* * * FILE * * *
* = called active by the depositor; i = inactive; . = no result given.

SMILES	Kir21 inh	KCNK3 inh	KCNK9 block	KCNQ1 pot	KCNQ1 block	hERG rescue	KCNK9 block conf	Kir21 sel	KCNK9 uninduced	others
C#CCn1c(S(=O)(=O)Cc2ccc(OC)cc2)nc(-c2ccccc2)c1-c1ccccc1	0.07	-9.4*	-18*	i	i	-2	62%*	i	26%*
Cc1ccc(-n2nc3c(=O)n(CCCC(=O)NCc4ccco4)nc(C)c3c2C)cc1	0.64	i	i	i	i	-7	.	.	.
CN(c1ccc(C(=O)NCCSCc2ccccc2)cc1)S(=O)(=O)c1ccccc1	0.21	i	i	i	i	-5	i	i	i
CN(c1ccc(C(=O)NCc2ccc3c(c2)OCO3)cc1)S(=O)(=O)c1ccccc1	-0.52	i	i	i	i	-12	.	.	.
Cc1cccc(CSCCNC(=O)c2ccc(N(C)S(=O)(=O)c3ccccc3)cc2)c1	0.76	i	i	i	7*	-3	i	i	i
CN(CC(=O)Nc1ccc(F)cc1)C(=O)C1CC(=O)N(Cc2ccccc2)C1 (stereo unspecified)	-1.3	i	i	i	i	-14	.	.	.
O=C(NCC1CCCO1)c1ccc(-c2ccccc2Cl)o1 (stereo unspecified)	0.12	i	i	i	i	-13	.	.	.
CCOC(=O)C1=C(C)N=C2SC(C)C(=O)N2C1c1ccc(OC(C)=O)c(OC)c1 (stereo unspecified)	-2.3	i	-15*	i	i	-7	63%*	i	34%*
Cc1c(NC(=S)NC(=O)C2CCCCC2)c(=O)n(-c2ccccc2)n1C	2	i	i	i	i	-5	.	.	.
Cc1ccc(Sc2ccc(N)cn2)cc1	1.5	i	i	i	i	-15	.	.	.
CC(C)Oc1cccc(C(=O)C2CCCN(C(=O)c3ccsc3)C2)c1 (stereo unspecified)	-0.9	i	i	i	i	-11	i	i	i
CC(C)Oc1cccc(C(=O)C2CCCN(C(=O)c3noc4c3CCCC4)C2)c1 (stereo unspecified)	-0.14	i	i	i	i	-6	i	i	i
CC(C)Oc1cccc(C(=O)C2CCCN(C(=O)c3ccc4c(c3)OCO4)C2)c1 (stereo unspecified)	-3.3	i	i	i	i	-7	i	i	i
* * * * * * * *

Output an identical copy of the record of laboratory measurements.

* = called active by the depositor; i = inactive; . = no result given.

SMILES	Kir21 inh	KCNK3 inh	KCNK9 block	KCNQ1 pot	KCNQ1 block	hERG rescue	KCNK9 block conf	Kir21 sel	KCNK9 uninduced	others
C#CCn1c(S(=O)(=O)Cc2ccc(OC)cc2)nc(-c2ccccc2)c1-c1ccccc1	0.07	-9.4*	-18*	i	i	-2	62%*	i	26%*
Cc1ccc(-n2nc3c(=O)n(CCCC(=O)NCc4ccco4)nc(C)c3c2C)cc1	0.64	i	i	i	i	-7	.	.	.
CN(c1ccc(C(=O)NCCSCc2ccccc2)cc1)S(=O)(=O)c1ccccc1	0.21	i	i	i	i	-5	i	i	i
CN(c1ccc(C(=O)NCc2ccc3c(c2)OCO3)cc1)S(=O)(=O)c1ccccc1	-0.52	i	i	i	i	-12	.	.	.
Cc1cccc(CSCCNC(=O)c2ccc(N(C)S(=O)(=O)c3ccccc3)cc2)c1	0.76	i	i	i	7*	-3	i	i	i
CN(CC(=O)Nc1ccc(F)cc1)C(=O)C1CC(=O)N(Cc2ccccc2)C1 (stereo unspecified)	-1.3	i	i	i	i	-14	.	.	.
O=C(NCC1CCCO1)c1ccc(-c2ccccc2Cl)o1 (stereo unspecified)	0.12	i	i	i	i	-13	.	.	.
CCOC(=O)C1=C(C)N=C2SC(C)C(=O)N2C1c1ccc(OC(C)=O)c(OC)c1 (stereo unspecified)	-2.3	i	-15*	i	i	-7	63%*	i	34%*
Cc1c(NC(=S)NC(=O)C2CCCCC2)c(=O)n(-c2ccccc2)n1C	2	i	i	i	i	-5	.	.	.
Cc1ccc(Sc2ccc(N)cn2)cc1	1.5	i	i	i	i	-15	.	.	.
CC(C)Oc1cccc(C(=O)C2CCCN(C(=O)c3ccsc3)C2)c1 (stereo unspecified)	-0.9	i	i	i	i	-11	i	i	i
CC(C)Oc1cccc(C(=O)C2CCCN(C(=O)c3noc4c3CCCC4)C2)c1 (stereo unspecified)	-0.14	i	i	i	i	-6	i	i	i
CC(C)Oc1cccc(C(=O)C2CCCN(C(=O)c3ccc4c(c3)OCO4)C2)c1 (stereo unspecified)	-3.3	i	i	i	i	-7	i	i	i